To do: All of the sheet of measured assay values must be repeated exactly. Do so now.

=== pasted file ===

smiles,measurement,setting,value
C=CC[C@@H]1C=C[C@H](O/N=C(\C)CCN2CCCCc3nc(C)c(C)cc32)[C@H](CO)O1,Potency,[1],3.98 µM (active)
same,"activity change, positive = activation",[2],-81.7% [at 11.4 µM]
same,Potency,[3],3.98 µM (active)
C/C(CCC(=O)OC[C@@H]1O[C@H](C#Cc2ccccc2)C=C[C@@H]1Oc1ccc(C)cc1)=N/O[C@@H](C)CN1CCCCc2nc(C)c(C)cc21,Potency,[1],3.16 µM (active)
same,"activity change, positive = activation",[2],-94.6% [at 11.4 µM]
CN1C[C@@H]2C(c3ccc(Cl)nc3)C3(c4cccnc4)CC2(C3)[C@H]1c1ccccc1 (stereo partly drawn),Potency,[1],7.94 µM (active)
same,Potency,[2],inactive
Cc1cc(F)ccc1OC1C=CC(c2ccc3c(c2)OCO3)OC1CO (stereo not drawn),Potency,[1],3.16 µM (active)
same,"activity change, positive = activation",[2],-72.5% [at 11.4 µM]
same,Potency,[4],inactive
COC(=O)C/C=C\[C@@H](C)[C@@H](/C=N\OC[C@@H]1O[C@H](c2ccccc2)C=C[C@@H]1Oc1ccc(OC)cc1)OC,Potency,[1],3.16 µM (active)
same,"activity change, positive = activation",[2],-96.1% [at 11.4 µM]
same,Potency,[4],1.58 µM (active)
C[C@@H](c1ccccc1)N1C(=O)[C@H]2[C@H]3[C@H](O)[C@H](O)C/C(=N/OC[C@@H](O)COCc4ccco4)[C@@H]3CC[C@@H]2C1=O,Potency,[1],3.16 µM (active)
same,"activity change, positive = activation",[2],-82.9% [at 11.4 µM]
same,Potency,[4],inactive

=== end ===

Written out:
smiles,measurement,setting,value
C=CC[C@@H]1C=C[C@H](O/N=C(\C)CCN2CCCCc3nc(C)c(C)cc32)[C@H](CO)O1,Potency,[1],3.98 µM (active)
same,"activity change, positive = activation",[2],-81.7% [at 11.4 µM]
same,Potency,[3],3.98 µM (active)
C/C(CCC(=O)OC[C@@H]1O[C@H](C#Cc2ccccc2)C=C[C@@H]1Oc1ccc(C)cc1)=N/O[C@@H](C)CN1CCCCc2nc(C)c(C)cc21,Potency,[1],3.16 µM (active)
same,"activity change, positive = activation",[2],-94.6% [at 11.4 µM]
CN1C[C@@H]2C(c3ccc(Cl)nc3)C3(c4cccnc4)CC2(C3)[C@H]1c1ccccc1 (stereo partly drawn),Potency,[1],7.94 µM (active)
same,Potency,[2],inactive
Cc1cc(F)ccc1OC1C=CC(c2ccc3c(c2)OCO3)OC1CO (stereo not drawn),Potency,[1],3.16 µM (active)
same,"activity change, positive = activation",[2],-72.5% [at 11.4 µM]
same,Potency,[4],inactive
COC(=O)C/C=C\[C@@H](C)[C@@H](/C=N\OC[C@@H]1O[C@H](c2ccccc2)C=C[C@@H]1Oc1ccc(OC)cc1)OC,Potency,[1],3.16 µM (active)
same,"activity change, positive = activation",[2],-96.1% [at 11.4 µM]
same,Potency,[4],1.58 µM (active)
C[C@@H](c1ccccc1)N1C(=O)[C@H]2[C@H]3[C@H](O)[C@H](O)C/C(=N/OC[C@@H](O)COCc4ccco4)[C@@H]3CC[C@@H]2C1=O,Potency,[1],3.16 µM (active)
same,"activity change, positive = activation",[2],-82.9% [at 11.4 µM]
same,Potency,[4],inactive